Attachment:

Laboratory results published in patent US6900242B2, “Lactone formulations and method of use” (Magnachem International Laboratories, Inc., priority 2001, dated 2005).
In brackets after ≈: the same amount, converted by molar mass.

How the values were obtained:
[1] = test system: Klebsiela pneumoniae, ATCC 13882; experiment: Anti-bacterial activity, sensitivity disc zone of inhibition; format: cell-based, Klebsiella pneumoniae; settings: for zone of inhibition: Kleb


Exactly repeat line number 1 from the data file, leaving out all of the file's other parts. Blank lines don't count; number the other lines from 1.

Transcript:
Laboratory results published in patent US6900242B2, “Lactone formulations and method of use” (Magnachem International Laboratories, Inc., priority 2001, dated 2005).